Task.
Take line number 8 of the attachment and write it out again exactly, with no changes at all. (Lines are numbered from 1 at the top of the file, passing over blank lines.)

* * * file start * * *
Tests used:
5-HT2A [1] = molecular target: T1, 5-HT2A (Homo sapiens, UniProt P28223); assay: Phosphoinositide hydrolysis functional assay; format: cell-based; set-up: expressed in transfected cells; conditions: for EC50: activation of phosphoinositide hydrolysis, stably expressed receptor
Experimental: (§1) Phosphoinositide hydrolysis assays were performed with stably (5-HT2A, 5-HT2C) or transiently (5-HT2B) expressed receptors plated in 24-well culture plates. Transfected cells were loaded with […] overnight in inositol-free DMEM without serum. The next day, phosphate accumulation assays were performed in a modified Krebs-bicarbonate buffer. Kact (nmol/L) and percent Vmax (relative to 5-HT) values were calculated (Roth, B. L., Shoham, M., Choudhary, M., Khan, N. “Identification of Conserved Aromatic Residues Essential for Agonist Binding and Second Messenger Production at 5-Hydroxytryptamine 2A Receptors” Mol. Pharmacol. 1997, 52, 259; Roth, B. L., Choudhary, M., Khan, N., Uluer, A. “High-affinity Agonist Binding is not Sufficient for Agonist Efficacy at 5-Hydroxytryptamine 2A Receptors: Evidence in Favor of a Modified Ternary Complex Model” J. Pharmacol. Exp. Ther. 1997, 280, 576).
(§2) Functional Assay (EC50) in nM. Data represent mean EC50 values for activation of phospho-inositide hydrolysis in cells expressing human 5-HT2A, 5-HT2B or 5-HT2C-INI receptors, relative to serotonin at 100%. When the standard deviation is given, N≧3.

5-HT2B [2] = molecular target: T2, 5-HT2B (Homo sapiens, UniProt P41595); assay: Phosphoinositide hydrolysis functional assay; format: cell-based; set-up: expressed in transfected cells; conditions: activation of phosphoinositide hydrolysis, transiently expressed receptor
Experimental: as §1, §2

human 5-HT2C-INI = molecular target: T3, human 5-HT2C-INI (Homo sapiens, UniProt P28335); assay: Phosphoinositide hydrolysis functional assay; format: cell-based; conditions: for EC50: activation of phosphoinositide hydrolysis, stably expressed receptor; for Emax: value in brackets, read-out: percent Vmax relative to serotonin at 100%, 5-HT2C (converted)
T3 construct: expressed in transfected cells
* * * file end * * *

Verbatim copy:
T3 construct: expressed in transfected cells